To that end, in April SARTA will host Field Days, the first of three quarterly meetups which will bring an entrepreneur’s product into the field to be demonstrated and then vetted by both investors and growers.
“It will allow the technologists and innovators to get immediate feedback from the marketplace and investors,” says Coots, “and investors can gauge the level of interest in the technology from the marketplace.”
Where Can We Put This?
If the Central Valley is to compete for global attention, it’s going to need more space.
“What we hear is that there is not yet a well-enough organized environment for innovation in this region,” says Josette Lewis, associate director of the UC Davis World Food Center. “I think that’s where investing more in physical and networking infrastructure will be helpful. There’s not a lot of prebuilt lab space.”
Matt Yancy, executive director of the Davis Chamber of Commerce, says the city is studying two innovation park proposals for a T-shaped set of parcels in Davis’ northwest area.
“There is a need for space for these agtech or biotech startup companies that are researching and developing these products to not only test their theories and determine if their product could be taken to scale, but to actually be able to take the company to scale,” Yancy says. “Here in Davis, given current land constraints, there just isn’t really a lot of room.”
Traditional business park management is focused on filling space and maintaining facilities. The Davis innovation parks will be governed by a combination of public, private and university voices with the intent of enabling companies to grow through connections to university research, business development and economic resources throughout the region.
“You’ve got a facility that has a vested interest in the success and growth of the companies that are housed within,” Yancy says.
Despite niches in need of filling, it would seem this is the Central Valley’s game to lose. SARTA’s first annual TechCon, held at the Sacramento Convention Center, saw standing room only at all four of its AgStart sessions. The World Food Center has brought TechCon panelists, including Trice, back to the region for brainstorming and networking. And Coots says SARTA is willing to go so far as to bus its partners up from Silicon Valley to attend Field Days.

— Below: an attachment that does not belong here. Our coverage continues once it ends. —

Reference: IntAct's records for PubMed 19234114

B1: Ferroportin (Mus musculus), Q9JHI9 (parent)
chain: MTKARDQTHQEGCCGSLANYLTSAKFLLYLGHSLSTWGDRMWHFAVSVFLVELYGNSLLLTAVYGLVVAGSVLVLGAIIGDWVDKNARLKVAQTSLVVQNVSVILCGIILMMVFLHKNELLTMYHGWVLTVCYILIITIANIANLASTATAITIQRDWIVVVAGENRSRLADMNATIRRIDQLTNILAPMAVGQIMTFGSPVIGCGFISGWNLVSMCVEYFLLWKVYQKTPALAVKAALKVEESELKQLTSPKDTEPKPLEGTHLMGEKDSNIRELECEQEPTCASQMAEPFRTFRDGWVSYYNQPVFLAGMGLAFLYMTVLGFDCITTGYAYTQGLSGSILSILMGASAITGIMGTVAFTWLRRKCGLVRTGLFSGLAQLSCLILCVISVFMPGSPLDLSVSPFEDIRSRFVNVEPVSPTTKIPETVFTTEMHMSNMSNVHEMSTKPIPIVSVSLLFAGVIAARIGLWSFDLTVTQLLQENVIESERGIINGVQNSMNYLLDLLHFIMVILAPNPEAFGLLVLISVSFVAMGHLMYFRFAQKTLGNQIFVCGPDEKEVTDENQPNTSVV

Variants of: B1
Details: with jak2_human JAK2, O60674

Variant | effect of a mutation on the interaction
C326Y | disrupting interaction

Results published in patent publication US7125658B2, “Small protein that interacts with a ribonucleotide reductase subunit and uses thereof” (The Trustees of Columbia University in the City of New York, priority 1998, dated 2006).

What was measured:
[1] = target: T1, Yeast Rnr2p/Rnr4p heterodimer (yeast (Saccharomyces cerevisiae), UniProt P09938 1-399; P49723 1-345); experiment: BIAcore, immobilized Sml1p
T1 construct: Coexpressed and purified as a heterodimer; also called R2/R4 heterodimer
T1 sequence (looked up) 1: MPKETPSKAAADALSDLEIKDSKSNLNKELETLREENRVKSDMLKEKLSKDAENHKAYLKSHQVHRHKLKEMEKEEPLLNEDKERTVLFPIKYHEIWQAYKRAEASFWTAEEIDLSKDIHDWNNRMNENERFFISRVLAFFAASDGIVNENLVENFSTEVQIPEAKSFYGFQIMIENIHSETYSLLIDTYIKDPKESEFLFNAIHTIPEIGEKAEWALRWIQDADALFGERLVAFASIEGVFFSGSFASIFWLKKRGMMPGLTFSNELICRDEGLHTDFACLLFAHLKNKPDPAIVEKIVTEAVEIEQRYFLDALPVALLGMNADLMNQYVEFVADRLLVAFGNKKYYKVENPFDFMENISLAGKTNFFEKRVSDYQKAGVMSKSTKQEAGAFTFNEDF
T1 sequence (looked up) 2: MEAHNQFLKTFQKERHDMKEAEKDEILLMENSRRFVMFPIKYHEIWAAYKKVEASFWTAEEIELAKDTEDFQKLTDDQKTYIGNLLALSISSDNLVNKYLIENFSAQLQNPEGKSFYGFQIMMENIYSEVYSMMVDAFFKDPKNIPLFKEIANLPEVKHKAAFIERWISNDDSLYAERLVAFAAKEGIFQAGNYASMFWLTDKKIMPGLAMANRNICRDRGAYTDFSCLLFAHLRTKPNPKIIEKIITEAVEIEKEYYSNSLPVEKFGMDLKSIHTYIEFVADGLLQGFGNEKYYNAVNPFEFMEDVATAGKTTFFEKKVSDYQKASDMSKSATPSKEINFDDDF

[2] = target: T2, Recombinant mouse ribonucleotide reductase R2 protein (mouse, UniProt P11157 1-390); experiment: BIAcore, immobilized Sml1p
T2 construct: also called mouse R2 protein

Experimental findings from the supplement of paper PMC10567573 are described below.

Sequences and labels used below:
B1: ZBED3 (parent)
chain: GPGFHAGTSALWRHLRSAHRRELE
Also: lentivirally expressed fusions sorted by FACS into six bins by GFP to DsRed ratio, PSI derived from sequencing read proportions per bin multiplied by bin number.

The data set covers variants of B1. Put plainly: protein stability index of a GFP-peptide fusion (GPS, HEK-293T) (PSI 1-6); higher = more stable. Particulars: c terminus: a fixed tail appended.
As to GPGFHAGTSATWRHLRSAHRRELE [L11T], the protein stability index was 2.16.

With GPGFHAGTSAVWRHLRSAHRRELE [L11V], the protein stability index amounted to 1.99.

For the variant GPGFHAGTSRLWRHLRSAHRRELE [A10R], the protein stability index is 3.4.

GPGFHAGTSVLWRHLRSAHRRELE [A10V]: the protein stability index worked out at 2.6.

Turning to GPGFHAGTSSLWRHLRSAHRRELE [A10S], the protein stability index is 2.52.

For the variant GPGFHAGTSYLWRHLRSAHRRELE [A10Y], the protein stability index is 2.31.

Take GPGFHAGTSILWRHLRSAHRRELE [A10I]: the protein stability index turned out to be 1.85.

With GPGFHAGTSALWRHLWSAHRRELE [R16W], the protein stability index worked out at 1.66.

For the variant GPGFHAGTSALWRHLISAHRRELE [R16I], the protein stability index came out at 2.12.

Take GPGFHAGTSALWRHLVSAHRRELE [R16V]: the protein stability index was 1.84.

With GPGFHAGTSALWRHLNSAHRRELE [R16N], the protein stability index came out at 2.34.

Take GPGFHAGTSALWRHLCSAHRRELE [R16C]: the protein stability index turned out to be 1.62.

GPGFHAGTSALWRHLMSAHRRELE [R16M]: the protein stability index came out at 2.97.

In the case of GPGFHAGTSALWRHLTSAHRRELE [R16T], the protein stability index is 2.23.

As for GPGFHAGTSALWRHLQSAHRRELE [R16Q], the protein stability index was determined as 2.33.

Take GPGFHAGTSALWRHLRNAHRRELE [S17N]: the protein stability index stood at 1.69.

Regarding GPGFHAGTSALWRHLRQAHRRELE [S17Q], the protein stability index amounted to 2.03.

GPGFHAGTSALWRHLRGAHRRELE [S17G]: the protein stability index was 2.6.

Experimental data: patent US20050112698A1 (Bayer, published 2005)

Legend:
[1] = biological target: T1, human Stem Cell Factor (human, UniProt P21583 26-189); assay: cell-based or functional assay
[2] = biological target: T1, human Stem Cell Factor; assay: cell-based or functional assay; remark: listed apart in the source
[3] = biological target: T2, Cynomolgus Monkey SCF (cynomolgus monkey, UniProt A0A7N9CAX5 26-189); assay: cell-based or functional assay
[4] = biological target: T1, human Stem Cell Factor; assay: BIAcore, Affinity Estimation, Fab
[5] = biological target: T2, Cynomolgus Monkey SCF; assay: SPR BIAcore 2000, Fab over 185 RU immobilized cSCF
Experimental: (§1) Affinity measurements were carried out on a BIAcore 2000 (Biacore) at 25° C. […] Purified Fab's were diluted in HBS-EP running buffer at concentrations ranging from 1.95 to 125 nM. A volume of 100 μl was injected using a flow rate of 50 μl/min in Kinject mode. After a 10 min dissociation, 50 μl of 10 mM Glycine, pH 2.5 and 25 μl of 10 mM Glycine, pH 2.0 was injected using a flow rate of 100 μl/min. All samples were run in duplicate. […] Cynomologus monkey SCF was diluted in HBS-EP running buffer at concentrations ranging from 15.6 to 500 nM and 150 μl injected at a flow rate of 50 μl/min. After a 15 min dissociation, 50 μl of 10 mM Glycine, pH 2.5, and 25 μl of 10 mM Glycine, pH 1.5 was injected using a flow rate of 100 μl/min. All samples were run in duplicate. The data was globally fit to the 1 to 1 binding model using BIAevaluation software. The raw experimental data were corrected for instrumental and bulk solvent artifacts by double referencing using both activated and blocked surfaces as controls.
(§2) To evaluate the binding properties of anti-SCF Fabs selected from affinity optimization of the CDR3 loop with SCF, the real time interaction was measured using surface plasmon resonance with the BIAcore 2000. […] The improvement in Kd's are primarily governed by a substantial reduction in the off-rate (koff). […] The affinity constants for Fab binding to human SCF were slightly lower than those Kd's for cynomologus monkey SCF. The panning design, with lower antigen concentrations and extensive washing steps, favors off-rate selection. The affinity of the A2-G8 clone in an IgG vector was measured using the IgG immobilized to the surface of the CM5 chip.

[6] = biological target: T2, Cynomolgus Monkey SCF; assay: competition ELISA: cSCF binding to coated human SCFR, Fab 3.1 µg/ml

“I’ve been working in the agtech space well over 10 years, and I’ve never felt as much momentum as I do now,” he says. “There’s a greater awareness of agtech and its opportunities, and the agricultural space itself is more open to seeing where technology fits into operations.”
Farmers are coming around as well, Coots says. “I had a grower tell me that it just needs to make ‘cents’ for him to embrace technology.”
Daniel Morash doesn’t like to see spoiled food go to waste. In 2012, Morash and his brother, Dave, spent millions to launch California Safe Soil with one goal in mind: convert leftover organic material from supermarkets into a nutrient-rich soil amendment farmers could use to grow crops.
In 2013 we reported on Capital Region startup Stevia First and its CEO Robert Brooke’s goal of making his company the first domestic distributor of stevia. Stevia First made significant progress last year, most notably by entering into a partnership with China-based stevia distributor Qualipride International Ltd.
Code for America works with cities around the country, using open-source software to improve the scalability and reach of government services. Starting next year, Code for America fellows will work with the Sacramento Area Council of Governments and the city of West Sacramento using technology to tackle issues related to health care and food access in the city.